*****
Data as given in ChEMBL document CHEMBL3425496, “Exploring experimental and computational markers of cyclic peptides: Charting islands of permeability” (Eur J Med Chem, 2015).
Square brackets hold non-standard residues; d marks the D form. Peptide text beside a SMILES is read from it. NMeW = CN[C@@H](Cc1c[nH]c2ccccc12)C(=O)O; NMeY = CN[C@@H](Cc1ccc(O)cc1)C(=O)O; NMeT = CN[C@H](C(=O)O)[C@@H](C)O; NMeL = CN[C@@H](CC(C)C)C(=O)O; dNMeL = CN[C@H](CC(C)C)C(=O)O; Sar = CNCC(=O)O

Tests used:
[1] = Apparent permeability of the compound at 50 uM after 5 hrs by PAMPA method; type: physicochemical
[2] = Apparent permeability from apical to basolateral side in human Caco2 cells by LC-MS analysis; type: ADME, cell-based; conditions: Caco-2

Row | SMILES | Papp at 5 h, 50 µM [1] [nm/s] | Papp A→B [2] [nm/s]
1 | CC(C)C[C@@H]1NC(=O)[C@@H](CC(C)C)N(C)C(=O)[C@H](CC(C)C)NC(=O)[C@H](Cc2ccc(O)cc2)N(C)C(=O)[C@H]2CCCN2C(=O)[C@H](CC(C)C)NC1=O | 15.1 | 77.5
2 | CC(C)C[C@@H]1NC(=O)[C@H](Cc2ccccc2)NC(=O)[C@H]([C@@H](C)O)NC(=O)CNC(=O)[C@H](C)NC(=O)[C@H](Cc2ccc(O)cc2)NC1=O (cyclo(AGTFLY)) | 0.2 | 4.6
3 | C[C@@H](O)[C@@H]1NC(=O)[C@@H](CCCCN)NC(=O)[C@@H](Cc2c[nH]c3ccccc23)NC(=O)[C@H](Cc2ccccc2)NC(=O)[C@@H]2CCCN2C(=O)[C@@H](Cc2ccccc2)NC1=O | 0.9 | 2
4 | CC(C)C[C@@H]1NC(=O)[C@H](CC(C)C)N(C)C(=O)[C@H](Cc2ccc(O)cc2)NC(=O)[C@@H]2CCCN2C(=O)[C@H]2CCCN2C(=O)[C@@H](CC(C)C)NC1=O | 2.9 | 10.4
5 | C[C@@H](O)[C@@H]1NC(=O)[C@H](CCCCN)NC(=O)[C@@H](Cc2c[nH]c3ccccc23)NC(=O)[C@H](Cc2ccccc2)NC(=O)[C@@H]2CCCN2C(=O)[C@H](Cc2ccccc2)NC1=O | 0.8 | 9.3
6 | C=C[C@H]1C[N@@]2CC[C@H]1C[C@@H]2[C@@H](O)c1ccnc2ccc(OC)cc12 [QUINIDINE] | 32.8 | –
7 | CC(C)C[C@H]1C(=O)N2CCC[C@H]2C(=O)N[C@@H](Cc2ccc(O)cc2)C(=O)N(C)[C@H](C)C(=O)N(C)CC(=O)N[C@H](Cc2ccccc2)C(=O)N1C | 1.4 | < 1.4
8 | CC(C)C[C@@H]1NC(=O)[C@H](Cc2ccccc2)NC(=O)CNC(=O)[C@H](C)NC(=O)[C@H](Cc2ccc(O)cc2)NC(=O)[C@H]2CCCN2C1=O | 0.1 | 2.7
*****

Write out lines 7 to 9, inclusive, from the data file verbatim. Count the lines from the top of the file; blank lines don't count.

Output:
1 | CC(C)C[C@@H]1NC(=O)[C@@H](CC(C)C)N(C)C(=O)[C@H](CC(C)C)NC(=O)[C@H](Cc2ccc(O)cc2)N(C)C(=O)[C@H]2CCCN2C(=O)[C@H](CC(C)C)NC1=O | 15.1 | 77.5
2 | CC(C)C[C@@H]1NC(=O)[C@H](Cc2ccccc2)NC(=O)[C@H]([C@@H](C)O)NC(=O)CNC(=O)[C@H](C)NC(=O)[C@H](Cc2ccc(O)cc2)NC1=O (cyclo(AGTFLY)) | 0.2 | 4.6
3 | C[C@@H](O)[C@@H]1NC(=O)[C@@H](CCCCN)NC(=O)[C@@H](Cc2c[nH]c3ccccc23)NC(=O)[C@H](Cc2ccccc2)NC(=O)[C@@H]2CCCN2C(=O)[C@@H](Cc2ccccc2)NC1=O | 0.9 | 2